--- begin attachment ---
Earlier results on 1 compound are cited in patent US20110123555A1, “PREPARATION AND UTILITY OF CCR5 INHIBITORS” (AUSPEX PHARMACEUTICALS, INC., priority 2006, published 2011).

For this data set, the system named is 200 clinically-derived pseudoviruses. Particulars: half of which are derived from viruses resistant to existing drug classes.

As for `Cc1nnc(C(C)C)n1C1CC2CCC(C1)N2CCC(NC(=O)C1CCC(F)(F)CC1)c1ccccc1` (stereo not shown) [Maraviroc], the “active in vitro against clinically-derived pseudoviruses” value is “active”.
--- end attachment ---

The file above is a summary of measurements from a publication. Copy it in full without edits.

Earlier results on 1 compound are cited in patent US20110123555A1, “PREPARATION AND UTILITY OF CCR5 INHIBITORS” (AUSPEX PHARMACEUTICALS, INC., priority 2006, published 2011).

For this data set, the system named is 200 clinically-derived pseudoviruses. Particulars: half of which are derived from viruses resistant to existing drug classes.

As for `Cc1nnc(C(C)C)n1C1CC2CCC(C1)N2CCC(NC(=O)C1CCC(F)(F)CC1)c1ccccc1` (stereo not shown) [Maraviroc], the “active in vitro against clinically-derived pseudoviruses” value is “active”.